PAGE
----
The Way of Kings: Book One of The Stormlight Archive UNABRIDGED by Brandon Sanderson Narrated by Kate Reading, Michael Kramer Series: Stormlight Archive, Book 1

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The Way of Kings: Book One of The Stormlight Archive

Written by: Brandon Sanderson

Narrated by: Kate Reading, Michael Kramer

Length: 45 hrs and 37 mins

Series: Stormlight Archive, Book 1

Unabridged Audiobook

Release Date: 08-31-10

Publisher: Macmillan Audio

I’ve never attempted to get into the Robert Jordan Wheel of Time series which although looking interesting seems like a huge time investment. I feel like I’ll be reading them a whole year or something. Actually, one of the first books by Sanderson that got me hooked were the ones from the Mistborn Trilogy (I’ll take a trilogy any time – much more easy to tackle).

The story and the way it was written was very engaging. The Way of Kings audiobook costs two credits on Audible which was the reason I didn’t get it right away but I finally bit the bullet. I’ve been craving something as captivating as Mistborn was and when I hit the Play button immediately knew I shouldn’t have waited. The Way of Kings is worth the price even if you’re not an Audible subscriber and looks like it’s going to be another excellent series from Sanderson. The Way of Kings is Book 1 of the Stormlight Archive which is planed as a ten-novel series. Oh, boy.

It’s over 45 hours in length in audiobook form which translates in about 1000 pages in print, so one could definitely say it’s a ‘heavy’ read. The sheer volume of the thing didn’t manage to put me off though. There are just some books that can’t be put down and literary you can’t stop reading! I don’t recall such a gripping audiobook since I listened to The Name of the Wind by Patrick Rothfuss for the first time.

I love the authors’ witty and charming style that so successfully manages to describe adventures and philosophy, humor and sorrow. It’s all beautifully blended in, a huge slice of human feelings and thoughts. While following more than one arcs the writing is tidy and easy to follow which is very good when listening on audio.

All of the characters were so realistic I found myself caring for every one of them, even some of the bad ones. A character that was really cool was Szeth – a deadly assassin who is a pacifist and literary cries every time after he had to kill someone. Is that amazing or what? Szeth could be a metaphor for a huge part of our society and the way we behave but that might be just me imagining things. Another curious character that I liked a lot was a spren called Syl with whom Kal has quite an unusual and mutually beneficial relationship.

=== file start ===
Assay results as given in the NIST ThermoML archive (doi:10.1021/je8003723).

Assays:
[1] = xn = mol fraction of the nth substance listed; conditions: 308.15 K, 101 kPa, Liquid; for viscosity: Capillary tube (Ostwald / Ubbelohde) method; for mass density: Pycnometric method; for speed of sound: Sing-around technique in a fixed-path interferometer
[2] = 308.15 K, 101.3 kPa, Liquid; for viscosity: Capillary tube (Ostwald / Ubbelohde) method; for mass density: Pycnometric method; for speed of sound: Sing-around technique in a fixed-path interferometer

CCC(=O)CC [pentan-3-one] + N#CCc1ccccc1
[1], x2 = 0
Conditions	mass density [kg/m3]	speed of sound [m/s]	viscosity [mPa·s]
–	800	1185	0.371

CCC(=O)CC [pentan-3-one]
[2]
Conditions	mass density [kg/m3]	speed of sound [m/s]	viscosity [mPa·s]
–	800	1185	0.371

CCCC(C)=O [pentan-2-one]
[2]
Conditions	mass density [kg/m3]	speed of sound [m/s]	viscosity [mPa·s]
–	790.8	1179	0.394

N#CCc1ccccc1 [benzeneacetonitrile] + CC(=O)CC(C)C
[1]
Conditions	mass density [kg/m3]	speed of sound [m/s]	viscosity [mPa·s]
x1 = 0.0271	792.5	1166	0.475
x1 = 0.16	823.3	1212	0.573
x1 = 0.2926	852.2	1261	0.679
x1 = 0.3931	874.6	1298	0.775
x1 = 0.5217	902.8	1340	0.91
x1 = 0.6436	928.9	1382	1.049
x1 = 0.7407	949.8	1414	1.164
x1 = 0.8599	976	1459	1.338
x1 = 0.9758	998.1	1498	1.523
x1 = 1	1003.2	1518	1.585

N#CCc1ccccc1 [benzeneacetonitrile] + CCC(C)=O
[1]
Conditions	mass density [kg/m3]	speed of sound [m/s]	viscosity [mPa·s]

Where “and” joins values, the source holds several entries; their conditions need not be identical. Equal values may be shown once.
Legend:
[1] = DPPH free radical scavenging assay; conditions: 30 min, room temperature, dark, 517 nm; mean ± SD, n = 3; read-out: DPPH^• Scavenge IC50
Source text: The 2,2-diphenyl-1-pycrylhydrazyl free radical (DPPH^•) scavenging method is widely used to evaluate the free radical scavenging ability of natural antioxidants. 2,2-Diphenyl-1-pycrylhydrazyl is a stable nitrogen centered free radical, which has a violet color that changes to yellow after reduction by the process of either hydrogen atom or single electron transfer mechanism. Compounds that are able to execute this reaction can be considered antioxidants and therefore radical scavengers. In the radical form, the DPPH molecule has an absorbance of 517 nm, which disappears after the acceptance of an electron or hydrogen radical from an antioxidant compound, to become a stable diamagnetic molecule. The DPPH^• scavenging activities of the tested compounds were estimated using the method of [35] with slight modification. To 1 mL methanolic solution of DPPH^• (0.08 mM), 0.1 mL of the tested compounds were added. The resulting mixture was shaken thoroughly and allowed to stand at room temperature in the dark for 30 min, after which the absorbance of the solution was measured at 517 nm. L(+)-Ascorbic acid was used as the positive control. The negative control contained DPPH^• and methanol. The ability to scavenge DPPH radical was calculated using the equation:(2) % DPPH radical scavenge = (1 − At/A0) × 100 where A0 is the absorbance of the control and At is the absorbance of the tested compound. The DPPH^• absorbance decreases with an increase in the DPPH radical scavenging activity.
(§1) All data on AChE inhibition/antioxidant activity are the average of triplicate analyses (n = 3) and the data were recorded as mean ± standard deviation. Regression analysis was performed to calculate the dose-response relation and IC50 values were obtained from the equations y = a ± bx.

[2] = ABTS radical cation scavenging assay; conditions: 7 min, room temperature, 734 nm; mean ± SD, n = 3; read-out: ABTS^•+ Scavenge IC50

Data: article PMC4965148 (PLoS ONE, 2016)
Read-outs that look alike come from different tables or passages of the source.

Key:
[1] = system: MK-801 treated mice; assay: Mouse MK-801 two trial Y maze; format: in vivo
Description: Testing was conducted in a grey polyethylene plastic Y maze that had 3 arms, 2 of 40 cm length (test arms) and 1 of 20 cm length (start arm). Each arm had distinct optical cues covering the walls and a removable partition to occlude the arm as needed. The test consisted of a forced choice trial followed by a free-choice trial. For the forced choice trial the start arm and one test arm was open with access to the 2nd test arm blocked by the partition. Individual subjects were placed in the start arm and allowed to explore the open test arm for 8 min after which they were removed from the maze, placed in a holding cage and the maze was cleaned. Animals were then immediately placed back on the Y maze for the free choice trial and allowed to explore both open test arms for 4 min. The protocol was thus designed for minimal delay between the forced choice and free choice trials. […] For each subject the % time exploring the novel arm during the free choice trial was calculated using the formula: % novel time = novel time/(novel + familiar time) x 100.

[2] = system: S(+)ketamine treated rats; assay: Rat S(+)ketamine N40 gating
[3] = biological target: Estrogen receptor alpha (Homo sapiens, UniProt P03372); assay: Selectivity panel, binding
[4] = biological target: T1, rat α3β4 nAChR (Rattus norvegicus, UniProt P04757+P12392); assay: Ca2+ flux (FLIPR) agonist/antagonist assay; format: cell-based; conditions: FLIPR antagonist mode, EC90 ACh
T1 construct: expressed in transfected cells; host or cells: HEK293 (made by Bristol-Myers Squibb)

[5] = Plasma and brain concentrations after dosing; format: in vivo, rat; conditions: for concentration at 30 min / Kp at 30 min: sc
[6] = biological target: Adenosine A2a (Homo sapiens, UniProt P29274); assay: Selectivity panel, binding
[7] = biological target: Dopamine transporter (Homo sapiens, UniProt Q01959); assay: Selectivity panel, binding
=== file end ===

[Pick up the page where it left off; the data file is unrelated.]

The spren are spirit-like creatures that appear throughout the book that were part of or related to almost everything in the world including feeling and thoughts. It looks like they appear when there’s some change happening (like someone’s health or the weather) but as this is the first book in the series it’s hard to be sure if they are the ones that start the change or just observe when it happens.

I love how the environment of the planet and particularly the geology, animals and plants have adapted to the harsh weather and how that’s important to the story line and not just a pretty backdrop. The book talks about and explores six well distinguished races. They wage war on each other over the power brought by the Shardblades and Shardplates, which are weapons with magical properties. While the war is one of the main pillars of the story, it’s not heavy on battles or violence.

Ultimately, what as most moving and amazing about this book was how well and clear written were the two things that make us human – love and compassion. The Way of Kings is probably the best portrayal of these attributes I can think of and I’m including some of my other favorite authors like Peter F. Hamilton and Dan Simons. They are nothing short of geniuses in their writing but I don’t think they’ve succeeded to portray these two simple things that make us what we are so beautifully as Sanderson does.

Needless to say, magic is a-plenty throughout the book and it kind of makes sense, as much sense there can be in magic of course. It’s just like our current technology in the sense that we almost understand it but almost nobody really knows how it actually works. There’s no shortage of adventure and exciting moments in the story and the narrators Kate Reading and Michael Kramer make it work brilliantly.

The only bad thing I can say about it is that we’ll have to wait until next year for the sequel to be released and who knows how much longer for the audiobook.

Audio Excerpt:

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Filed under: FantasyFiction

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